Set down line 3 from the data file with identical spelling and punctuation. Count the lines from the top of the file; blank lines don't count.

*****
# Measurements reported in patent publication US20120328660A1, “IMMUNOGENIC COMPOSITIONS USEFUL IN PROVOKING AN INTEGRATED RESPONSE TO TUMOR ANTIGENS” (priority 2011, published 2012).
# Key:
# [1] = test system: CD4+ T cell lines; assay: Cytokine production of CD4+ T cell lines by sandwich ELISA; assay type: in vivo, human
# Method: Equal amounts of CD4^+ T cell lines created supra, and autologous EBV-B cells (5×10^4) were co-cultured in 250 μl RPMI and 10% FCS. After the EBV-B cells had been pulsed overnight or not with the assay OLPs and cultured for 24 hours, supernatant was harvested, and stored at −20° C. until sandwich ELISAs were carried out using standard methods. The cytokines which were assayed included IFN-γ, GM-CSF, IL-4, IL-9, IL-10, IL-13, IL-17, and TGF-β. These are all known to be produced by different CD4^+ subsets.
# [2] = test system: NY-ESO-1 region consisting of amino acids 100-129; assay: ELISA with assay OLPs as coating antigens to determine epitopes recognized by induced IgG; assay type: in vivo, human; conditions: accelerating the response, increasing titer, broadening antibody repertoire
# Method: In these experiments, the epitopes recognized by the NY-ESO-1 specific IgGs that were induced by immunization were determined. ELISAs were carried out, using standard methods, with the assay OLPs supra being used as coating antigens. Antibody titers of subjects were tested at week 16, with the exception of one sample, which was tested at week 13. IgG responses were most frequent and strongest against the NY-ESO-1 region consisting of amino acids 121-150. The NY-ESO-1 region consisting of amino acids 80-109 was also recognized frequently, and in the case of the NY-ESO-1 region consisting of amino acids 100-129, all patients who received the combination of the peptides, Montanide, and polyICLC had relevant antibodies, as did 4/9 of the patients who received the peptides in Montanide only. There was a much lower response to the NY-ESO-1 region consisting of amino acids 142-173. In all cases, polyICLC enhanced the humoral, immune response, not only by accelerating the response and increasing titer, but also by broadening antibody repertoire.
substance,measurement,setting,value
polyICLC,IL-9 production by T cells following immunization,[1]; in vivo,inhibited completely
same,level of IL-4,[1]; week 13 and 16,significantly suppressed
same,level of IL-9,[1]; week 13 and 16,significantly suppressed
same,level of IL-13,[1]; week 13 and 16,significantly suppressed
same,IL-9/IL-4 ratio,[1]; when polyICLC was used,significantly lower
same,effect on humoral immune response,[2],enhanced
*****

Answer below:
# [1] = test system: CD4+ T cell lines; assay: Cytokine production of CD4+ T cell lines by sandwich ELISA; assay type: in vivo, human